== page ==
Thanks Dave!

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Above, our version, lacking several hundred “employees,” of a raised bed–the straw bale garden.  If you want to read more about that please see:

https://odellhouselodging.wordpress.com/2014/04/15/be-there-and-get-square-straw-bale-garden-seminar-april-26-may-24/

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Oh, and PS, (don’t tell Rick,) thought daunted by tree pleaching, I am somewhat interested in topiary. . .

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The missing trees and the west yard garden on Poplar Street

This post is really more for the neighborhood than our guests, though return visitors may be interested at the change in the landscape.

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In the past six months  eleven huge trees have gone missing on the corner.

I hear some neighbors are angry at us about this.

(My first response is sadly a little sharp:  Weren’t you listening in the past four years?

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(Signs tied to trees for a year and a half as they slowly finished dying from growth retardant applied by Avista to keep them from having to trim so much.  Not that they didn’t do a lot of that too.)

 

As much as I resent (a mild word) our treatment by Avista over the years as we fought with them about killing our internal trees with growth retardant–and probably thousands more over the city–sometimes you have to move on.

Truth is that hundreds of trees were planted a hundred years ago, and if they all die out at the same time we are left with–no trees.  Sometimes you have to plant a new generation, and that is what we and the City–department of Urban Forestry–are doing here on the corner.

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The picture above shows the two new Bur Oak (in fall foliage) that the city helped to plant in the yard last October–well away from the power lines.

The one below in the spring, not yet leafed out but with our new gazebo and straw bale garden showing to the right.

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We lost the two internal trees and four parking strip trees in March,  a few weeks ago.

The parking strip group on Poplar were planted directly under the lines and really had no future.

This is all annoying the neighbors and walkers who enjoy the corner and feel some ownership of this historic and beautiful part of the city.

But beautiful or not–and it is–please, please, please fellow Tree Huggers, LOOK above when you plant a tree destined to grow to more than 15 feet tall.  It may be cute now in baby tree form, but a Norway Maple wants to be a big tree and it is a death sentence to put it directly under the wires.

We have plans for three new smaller trees in the parking strip: Japanese Lilac. They mature at about 20 feet, bloom a bit later than a standard lilac shrub around here.  More tree like than shrub like.  I think they will be pretty.

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And they are.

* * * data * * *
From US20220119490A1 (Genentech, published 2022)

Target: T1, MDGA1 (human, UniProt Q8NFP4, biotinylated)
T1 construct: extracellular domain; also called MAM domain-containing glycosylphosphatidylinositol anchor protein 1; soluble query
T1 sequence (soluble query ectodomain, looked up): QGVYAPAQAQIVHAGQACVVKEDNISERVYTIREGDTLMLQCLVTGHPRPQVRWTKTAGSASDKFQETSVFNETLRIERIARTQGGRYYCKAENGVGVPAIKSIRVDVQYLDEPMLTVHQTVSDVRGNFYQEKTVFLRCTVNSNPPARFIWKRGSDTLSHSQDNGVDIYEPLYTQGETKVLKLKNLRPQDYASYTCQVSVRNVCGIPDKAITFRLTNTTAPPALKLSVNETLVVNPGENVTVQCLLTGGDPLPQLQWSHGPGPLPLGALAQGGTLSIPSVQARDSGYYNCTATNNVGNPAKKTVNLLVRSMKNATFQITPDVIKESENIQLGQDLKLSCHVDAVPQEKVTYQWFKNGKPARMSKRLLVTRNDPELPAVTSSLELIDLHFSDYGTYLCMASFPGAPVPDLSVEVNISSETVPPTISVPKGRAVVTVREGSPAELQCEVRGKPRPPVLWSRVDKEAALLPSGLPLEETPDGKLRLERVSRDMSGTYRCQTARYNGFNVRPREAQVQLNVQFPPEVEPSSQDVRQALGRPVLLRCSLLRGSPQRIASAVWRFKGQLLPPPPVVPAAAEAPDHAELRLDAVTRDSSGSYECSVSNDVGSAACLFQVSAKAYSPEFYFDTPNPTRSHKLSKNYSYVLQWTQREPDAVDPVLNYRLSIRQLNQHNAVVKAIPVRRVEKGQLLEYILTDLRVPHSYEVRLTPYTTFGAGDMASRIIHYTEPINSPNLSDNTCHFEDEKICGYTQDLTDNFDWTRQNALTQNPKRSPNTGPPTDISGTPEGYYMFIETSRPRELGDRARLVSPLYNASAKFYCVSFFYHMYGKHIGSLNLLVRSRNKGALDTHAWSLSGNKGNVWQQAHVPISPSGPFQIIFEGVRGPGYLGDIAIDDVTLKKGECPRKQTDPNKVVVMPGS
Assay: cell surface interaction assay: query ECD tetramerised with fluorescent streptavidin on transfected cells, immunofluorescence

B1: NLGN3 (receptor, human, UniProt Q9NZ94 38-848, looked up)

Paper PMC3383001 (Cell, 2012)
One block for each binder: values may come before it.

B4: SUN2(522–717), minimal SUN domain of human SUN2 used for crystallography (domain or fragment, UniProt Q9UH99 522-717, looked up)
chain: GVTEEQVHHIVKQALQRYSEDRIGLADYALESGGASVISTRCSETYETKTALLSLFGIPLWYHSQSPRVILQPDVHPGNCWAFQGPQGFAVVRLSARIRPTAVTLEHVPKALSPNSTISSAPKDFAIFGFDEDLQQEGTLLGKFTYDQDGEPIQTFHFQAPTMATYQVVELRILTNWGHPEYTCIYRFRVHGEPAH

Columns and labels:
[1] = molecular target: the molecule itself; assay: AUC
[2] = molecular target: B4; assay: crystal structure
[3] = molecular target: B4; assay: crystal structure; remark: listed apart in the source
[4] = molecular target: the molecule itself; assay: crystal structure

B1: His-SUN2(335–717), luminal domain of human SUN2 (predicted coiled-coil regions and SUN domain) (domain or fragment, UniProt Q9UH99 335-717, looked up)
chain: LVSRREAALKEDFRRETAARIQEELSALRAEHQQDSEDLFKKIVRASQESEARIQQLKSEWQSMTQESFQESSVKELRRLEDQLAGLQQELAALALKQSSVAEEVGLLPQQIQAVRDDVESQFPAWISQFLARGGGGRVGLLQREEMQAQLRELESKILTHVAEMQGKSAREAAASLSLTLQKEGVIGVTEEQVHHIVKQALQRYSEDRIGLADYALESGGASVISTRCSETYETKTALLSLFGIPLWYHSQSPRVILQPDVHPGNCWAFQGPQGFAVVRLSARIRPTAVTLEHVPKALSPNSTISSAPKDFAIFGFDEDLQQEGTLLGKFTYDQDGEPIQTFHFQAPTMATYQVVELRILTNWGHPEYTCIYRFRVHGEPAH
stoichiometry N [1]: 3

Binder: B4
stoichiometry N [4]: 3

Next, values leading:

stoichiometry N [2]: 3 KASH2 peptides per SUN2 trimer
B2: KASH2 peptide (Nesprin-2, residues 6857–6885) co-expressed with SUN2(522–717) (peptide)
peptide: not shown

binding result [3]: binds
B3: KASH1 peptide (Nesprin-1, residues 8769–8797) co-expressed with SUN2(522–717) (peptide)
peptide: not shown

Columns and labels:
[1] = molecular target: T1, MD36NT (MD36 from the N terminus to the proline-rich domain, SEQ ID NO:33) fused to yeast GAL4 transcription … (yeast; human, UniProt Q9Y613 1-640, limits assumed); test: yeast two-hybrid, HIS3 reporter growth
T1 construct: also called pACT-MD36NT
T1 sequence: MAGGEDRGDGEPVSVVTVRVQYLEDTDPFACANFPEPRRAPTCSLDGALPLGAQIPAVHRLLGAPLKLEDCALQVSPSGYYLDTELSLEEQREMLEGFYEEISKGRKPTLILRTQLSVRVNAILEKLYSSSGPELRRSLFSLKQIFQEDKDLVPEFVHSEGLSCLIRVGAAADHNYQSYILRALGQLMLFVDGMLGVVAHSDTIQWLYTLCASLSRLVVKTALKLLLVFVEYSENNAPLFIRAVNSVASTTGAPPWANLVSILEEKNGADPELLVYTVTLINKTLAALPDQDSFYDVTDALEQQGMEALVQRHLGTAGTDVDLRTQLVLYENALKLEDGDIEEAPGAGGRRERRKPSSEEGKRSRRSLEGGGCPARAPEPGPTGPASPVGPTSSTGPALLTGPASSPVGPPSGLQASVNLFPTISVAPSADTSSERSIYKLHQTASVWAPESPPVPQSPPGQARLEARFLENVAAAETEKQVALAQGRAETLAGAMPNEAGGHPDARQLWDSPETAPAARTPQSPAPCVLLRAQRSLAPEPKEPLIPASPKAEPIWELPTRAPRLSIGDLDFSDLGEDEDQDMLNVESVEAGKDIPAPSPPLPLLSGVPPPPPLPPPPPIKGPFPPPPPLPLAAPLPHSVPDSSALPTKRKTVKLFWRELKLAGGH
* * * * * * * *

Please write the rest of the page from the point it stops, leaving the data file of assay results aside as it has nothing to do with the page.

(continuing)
And then, because there is really only room for one large tree in the central yard–again keeping well away from the power lines, we’ve opted for a Dawn Redwood.

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According to The Arbor Day Foundation:

“An ancient tree that knew the dinosaurs, but is well-suited to modern landscape plantings. Likes full sun, is easily transplanted. Deciduous. Prefers moist, deep, well-drained soils. Fast growing. Grows to 70′ to 100′, 25′ spread. (zones 5-8)”

Also known to live to 1,000 years.  (Take THAT Avista!)

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It may take a while to get to this point.

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One thing I have learned about trees in the long process of watching ours die is they do not do anything in a hurry.

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The yard, as you might imagine, has taken quite a beating through all this.  And there will be a lot of change over the next years as the roots of the old trees decay and things shift and settle.

So we had an idea–at least for the Poplar side of the house.  Plant a kitchen garden  Amid all the Poplar (still bravely standing!) roots?  Yup.  A straw bale garden in an enclosed kitchen garden sitting area.   We want something see-through,not a stockade.

 

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Non visually obstructive fence, still grass, and a raised garden of straw bales growing vegetables and flowers.

You can see the start of this behind the little redwood.

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A straw bale garden is a neat idea–it enables you to have a temporary raised bed in almost any location with sun–even pavement.

Terese and I are going to teach a little class on it down at the Blue Moon Nursery and Garden Center in a couple of weeks.

May 24th, a Saturday at 11 AM is the next one.

http://www.bluemoonplants.com/

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Their tag line: Nice Plants. Nice People.   Really, it is true.  Go get stuff from them rather than the big box places.

 

If you want to read more about this, this fellow wrote a book–my copy is down at Blue Moon.

http://strawbalegardens.com/

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Anyway, neighbors, don’t panic, we do have a plan.

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In fact we’ve been working on it for a while now.

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Cress and chard awaiting transplant. . . .

I’ll give you a post about it next.  We are getting lots of staring. . .

 

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The chicken came first.

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We know this for a fact, because before we had hens there were no fresh eggs.

When Rick and I thought about selling our little place down the hill from the Odell House and have them live on site, we worried slightly about how a hen house would look, and about neighbor response.